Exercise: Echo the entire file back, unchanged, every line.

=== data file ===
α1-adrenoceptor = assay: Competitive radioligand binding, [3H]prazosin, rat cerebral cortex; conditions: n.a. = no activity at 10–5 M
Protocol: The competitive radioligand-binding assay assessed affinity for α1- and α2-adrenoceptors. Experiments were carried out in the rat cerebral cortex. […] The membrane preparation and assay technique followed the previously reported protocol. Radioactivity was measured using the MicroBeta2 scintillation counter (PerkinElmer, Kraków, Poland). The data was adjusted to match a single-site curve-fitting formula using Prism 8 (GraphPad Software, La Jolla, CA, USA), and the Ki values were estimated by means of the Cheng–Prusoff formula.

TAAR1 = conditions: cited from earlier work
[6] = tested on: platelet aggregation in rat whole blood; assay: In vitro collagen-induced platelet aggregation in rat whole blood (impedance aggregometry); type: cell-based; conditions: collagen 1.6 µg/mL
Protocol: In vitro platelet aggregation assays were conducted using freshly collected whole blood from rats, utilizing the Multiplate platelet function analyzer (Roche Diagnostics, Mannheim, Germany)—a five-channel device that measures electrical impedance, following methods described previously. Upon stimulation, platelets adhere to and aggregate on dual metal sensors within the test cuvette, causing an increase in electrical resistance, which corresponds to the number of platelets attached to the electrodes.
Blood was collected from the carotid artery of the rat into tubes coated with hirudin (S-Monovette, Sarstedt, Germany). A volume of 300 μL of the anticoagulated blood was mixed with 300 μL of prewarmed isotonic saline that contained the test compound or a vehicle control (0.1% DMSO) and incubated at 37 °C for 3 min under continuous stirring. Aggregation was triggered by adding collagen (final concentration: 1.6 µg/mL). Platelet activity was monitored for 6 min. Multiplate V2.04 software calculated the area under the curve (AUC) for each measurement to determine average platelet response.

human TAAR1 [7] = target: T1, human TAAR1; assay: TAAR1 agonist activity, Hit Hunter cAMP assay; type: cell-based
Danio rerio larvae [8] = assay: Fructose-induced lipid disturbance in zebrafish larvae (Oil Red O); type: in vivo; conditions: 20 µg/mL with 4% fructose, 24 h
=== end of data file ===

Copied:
α1-adrenoceptor = assay: Competitive radioligand binding, [3H]prazosin, rat cerebral cortex; conditions: n.a. = no activity at 10–5 M
Protocol: The competitive radioligand-binding assay assessed affinity for α1- and α2-adrenoceptors. Experiments were carried out in the rat cerebral cortex. […] The membrane preparation and assay technique followed the previously reported protocol. Radioactivity was measured using the MicroBeta2 scintillation counter (PerkinElmer, Kraków, Poland). The data was adjusted to match a single-site curve-fitting formula using Prism 8 (GraphPad Software, La Jolla, CA, USA), and the Ki values were estimated by means of the Cheng–Prusoff formula.

TAAR1 = conditions: cited from earlier work
[6] = tested on: platelet aggregation in rat whole blood; assay: In vitro collagen-induced platelet aggregation in rat whole blood (impedance aggregometry); type: cell-based; conditions: collagen 1.6 µg/mL
Protocol: In vitro platelet aggregation assays were conducted using freshly collected whole blood from rats, utilizing the Multiplate platelet function analyzer (Roche Diagnostics, Mannheim, Germany)—a five-channel device that measures electrical impedance, following methods described previously. Upon stimulation, platelets adhere to and aggregate on dual metal sensors within the test cuvette, causing an increase in electrical resistance, which corresponds to the number of platelets attached to the electrodes.
Blood was collected from the carotid artery of the rat into tubes coated with hirudin (S-Monovette, Sarstedt, Germany). A volume of 300 μL of the anticoagulated blood was mixed with 300 μL of prewarmed isotonic saline that contained the test compound or a vehicle control (0.1% DMSO) and incubated at 37 °C for 3 min under continuous stirring. Aggregation was triggered by adding collagen (final concentration: 1.6 µg/mL). Platelet activity was monitored for 6 min. Multiplate V2.04 software calculated the area under the curve (AUC) for each measurement to determine average platelet response.

human TAAR1 [7] = target: T1, human TAAR1; assay: TAAR1 agonist activity, Hit Hunter cAMP assay; type: cell-based
Danio rerio larvae [8] = assay: Fructose-induced lipid disturbance in zebrafish larvae (Oil Red O); type: in vivo; conditions: 20 µg/mL with 4% fructose, 24 h